Home » Ebooks » Google Play Books Updated To Make It A Better eReader For Students, Chefs, And Others Who Read Huge Books

Google Play Books Updated To Make It A Better eReader For Students, Chefs, And Others Who Read Huge Books

31 October 2014

From TechCrunch:

Most eReader apps tend to be built for reading something from start to finish — which makes sense, given that that’s how about 99 percent of fiction works are meant to be read.

But what about non-fiction stuff? The research documents, the textbooks, and the cookbooks of the world? In books of that sort, the reader often needs to flip back and forth between opposite ends of the book almost endlessly.

With those folks in mind, Google has just updated its Google Play Books eReader application with a focus on efficient reading.

. . . .

  • “Skim” mode allows you to zoom between pages in an endless stream rather than forcing you to flip through page by page.
  • “Quick Bookmarks” lets you set multiple saved spots in the book and quickly jump back and forth between them — perfect for when you’re required to refer to some reference table 200 pages away from what you’re trying to read.

Link to the rest at TechCrunch and thanks to Nirmala for the tip.

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8 Comments to “Google Play Books Updated To Make It A Better eReader For Students, Chefs, And Others Who Read Huge Books”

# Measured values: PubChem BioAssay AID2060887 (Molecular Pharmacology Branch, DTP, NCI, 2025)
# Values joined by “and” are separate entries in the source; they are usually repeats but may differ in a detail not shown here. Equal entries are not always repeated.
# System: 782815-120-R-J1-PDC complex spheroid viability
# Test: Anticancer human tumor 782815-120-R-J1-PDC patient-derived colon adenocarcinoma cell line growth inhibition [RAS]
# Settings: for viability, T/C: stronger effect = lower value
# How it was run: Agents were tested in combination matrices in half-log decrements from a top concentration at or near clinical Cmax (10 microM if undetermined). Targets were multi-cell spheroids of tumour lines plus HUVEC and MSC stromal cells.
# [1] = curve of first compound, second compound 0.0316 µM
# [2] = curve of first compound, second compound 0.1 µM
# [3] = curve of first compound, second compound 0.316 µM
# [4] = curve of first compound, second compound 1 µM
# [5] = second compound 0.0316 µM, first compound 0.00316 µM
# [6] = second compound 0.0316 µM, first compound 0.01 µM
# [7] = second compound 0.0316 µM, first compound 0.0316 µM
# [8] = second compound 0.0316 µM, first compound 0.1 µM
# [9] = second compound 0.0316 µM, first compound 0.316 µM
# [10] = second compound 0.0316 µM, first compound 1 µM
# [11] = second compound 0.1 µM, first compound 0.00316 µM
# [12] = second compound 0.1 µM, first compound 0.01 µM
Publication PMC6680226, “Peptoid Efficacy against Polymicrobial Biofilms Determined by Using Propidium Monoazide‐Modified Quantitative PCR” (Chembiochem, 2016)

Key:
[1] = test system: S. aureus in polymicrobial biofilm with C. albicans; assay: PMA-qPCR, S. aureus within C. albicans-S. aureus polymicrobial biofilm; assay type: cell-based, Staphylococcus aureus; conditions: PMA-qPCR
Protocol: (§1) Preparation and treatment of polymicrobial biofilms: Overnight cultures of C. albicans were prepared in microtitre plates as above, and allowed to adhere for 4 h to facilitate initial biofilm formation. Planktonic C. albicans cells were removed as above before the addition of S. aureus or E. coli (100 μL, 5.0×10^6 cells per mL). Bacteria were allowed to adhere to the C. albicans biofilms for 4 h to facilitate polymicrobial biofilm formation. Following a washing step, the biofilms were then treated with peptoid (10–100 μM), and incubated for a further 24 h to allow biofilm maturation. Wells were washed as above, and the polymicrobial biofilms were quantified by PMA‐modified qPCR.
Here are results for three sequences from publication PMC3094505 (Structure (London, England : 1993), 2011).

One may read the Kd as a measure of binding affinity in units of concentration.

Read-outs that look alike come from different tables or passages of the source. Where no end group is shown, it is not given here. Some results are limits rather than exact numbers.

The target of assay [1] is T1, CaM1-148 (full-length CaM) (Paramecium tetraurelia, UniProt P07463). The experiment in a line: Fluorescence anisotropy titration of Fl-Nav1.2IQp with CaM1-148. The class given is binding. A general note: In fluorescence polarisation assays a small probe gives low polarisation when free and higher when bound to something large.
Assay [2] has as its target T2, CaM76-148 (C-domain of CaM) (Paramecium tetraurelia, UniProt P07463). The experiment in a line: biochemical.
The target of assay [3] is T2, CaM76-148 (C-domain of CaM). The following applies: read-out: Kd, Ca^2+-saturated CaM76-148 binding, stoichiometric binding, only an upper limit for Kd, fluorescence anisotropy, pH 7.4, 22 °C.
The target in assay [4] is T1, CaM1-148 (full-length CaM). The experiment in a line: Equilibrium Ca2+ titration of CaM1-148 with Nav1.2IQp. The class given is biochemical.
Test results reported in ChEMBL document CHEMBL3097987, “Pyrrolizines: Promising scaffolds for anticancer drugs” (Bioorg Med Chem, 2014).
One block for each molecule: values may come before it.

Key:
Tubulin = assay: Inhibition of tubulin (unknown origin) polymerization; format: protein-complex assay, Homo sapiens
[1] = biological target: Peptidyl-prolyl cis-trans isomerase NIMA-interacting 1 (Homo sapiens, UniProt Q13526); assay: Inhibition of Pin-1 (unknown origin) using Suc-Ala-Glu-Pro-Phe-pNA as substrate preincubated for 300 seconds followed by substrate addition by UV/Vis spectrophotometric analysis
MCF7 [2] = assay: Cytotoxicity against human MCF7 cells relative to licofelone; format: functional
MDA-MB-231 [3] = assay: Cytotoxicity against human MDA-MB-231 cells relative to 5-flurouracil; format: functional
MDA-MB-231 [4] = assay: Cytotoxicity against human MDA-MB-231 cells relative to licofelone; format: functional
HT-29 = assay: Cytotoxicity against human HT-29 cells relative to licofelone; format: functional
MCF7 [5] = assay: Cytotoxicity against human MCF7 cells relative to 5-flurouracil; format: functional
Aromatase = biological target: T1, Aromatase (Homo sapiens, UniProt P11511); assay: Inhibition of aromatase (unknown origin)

1. This sounds great. I certainly wish my Kindle could skim easily. I’ll have to open up my Google Books app on my phone and check this out for myself.

    • Totally agree! Honestly, although I love my kindle, what I really want is a holographic e-reader that gives me a 3-D rendition of the “pages” getting thicker on the left while they get thinner on the right as I read; a 3-D holographic page flip on a button press; and a 3-D page skim flip with another button. Pretty please! 😀

      • I’d go for something like that. I’m getting used to the progress bars though, so they’d better hurry up or it’ll be too hard to remember what a paper book was like, leaving a 3-D rendition too confusing to be useful. 😉

      • It wouldn’t help. The reason why the pile of read pages on your left and unread pages on your right works is that they are real pages. You can put your finger on them and turn to any page you want, especially if you have dogeared the corner or stuck in a bookmark. Pushing a button does not convey enough information to tell the machine which page you want to turn to.

  2. It is nice to see Google innovating in this way. Prior to this, they seem to have not done much of note in the ebook arena.

  3. Ooooh… this would be very handy for all the nonfiction I use in researching my HF.

  4. Sounds great!

  5. ‘Quick bookmarks’ sounds exactly like the bookmark feature in the Kindle and iBooks apps. How exactly is this an innovation?

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